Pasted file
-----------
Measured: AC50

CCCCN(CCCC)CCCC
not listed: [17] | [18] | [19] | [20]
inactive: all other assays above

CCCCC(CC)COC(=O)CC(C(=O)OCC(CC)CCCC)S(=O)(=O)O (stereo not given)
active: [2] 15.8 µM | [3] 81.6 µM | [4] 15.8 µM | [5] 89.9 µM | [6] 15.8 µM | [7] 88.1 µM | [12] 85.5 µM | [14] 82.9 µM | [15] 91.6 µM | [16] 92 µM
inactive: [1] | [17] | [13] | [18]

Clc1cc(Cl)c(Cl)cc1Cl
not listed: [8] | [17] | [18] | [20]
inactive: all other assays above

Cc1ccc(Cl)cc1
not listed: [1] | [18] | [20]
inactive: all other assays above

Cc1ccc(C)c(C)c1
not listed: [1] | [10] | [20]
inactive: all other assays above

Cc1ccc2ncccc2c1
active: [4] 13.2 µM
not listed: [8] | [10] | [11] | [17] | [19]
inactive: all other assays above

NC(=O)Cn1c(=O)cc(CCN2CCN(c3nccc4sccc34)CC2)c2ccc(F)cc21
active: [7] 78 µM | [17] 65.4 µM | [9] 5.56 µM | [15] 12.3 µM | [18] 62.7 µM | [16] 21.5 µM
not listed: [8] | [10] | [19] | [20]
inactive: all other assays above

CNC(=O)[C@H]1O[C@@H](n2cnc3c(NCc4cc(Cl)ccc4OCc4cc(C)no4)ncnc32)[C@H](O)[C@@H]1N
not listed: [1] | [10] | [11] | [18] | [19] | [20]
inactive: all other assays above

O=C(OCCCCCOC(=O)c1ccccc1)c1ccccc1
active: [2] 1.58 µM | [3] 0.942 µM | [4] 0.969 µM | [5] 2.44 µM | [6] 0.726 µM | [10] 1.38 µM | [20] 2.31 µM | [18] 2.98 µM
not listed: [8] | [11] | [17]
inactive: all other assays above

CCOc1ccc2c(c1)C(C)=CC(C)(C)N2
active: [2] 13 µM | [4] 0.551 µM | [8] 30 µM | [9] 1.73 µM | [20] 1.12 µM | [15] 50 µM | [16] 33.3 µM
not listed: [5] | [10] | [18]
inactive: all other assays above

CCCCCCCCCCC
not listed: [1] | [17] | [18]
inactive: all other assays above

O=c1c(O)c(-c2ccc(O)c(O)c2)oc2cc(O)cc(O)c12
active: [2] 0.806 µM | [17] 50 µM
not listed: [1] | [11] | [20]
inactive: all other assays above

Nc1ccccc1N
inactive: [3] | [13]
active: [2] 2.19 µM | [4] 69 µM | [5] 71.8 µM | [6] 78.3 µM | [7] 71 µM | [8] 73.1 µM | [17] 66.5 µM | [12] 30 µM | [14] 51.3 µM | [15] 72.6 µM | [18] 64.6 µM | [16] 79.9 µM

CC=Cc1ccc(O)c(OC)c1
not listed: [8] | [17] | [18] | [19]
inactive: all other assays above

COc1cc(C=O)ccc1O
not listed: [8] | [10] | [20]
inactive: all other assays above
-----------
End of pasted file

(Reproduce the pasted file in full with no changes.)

Measured: AC50

CCCCN(CCCC)CCCC
not listed: [17] | [18] | [19] | [20]
inactive: all other assays above

CCCCC(CC)COC(=O)CC(C(=O)OCC(CC)CCCC)S(=O)(=O)O (stereo not given)
active: [2] 15.8 µM | [3] 81.6 µM | [4] 15.8 µM | [5] 89.9 µM | [6] 15.8 µM | [7] 88.1 µM | [12] 85.5 µM | [14] 82.9 µM | [15] 91.6 µM | [16] 92 µM
inactive: [1] | [17] | [13] | [18]

Clc1cc(Cl)c(Cl)cc1Cl
not listed: [8] | [17] | [18] | [20]
inactive: all other assays above

Cc1ccc(Cl)cc1
not listed: [1] | [18] | [20]
inactive: all other assays above

Cc1ccc(C)c(C)c1
not listed: [1] | [10] | [20]
inactive: all other assays above

Cc1ccc2ncccc2c1
active: [4] 13.2 µM
not listed: [8] | [10] | [11] | [17] | [19]
inactive: all other assays above

NC(=O)Cn1c(=O)cc(CCN2CCN(c3nccc4sccc34)CC2)c2ccc(F)cc21
active: [7] 78 µM | [17] 65.4 µM | [9] 5.56 µM | [15] 12.3 µM | [18] 62.7 µM | [16] 21.5 µM
not listed: [8] | [10] | [19] | [20]
inactive: all other assays above

CNC(=O)[C@H]1O[C@@H](n2cnc3c(NCc4cc(Cl)ccc4OCc4cc(C)no4)ncnc32)[C@H](O)[C@@H]1N
not listed: [1] | [10] | [11] | [18] | [19] | [20]
inactive: all other assays above

O=C(OCCCCCOC(=O)c1ccccc1)c1ccccc1
active: [2] 1.58 µM | [3] 0.942 µM | [4] 0.969 µM | [5] 2.44 µM | [6] 0.726 µM | [10] 1.38 µM | [20] 2.31 µM | [18] 2.98 µM
not listed: [8] | [11] | [17]
inactive: all other assays above

CCOc1ccc2c(c1)C(C)=CC(C)(C)N2
active: [2] 13 µM | [4] 0.551 µM | [8] 30 µM | [9] 1.73 µM | [20] 1.12 µM | [15] 50 µM | [16] 33.3 µM
not listed: [5] | [10] | [18]
inactive: all other assays above

CCCCCCCCCCC
not listed: [1] | [17] | [18]
inactive: all other assays above

O=c1c(O)c(-c2ccc(O)c(O)c2)oc2cc(O)cc(O)c12
active: [2] 0.806 µM | [17] 50 µM
not listed: [1] | [11] | [20]
inactive: all other assays above

Nc1ccccc1N
inactive: [3] | [13]
active: [2] 2.19 µM | [4] 69 µM | [5] 71.8 µM | [6] 78.3 µM | [7] 71 µM | [8] 73.1 µM | [17] 66.5 µM | [12] 30 µM | [14] 51.3 µM | [15] 72.6 µM | [18] 64.6 µM | [16] 79.9 µM

CC=Cc1ccc(O)c(OC)c1
not listed: [8] | [17] | [18] | [19]
inactive: all other assays above

COc1cc(C=O)ccc1O
not listed: [8] | [10] | [20]
inactive: all other assays above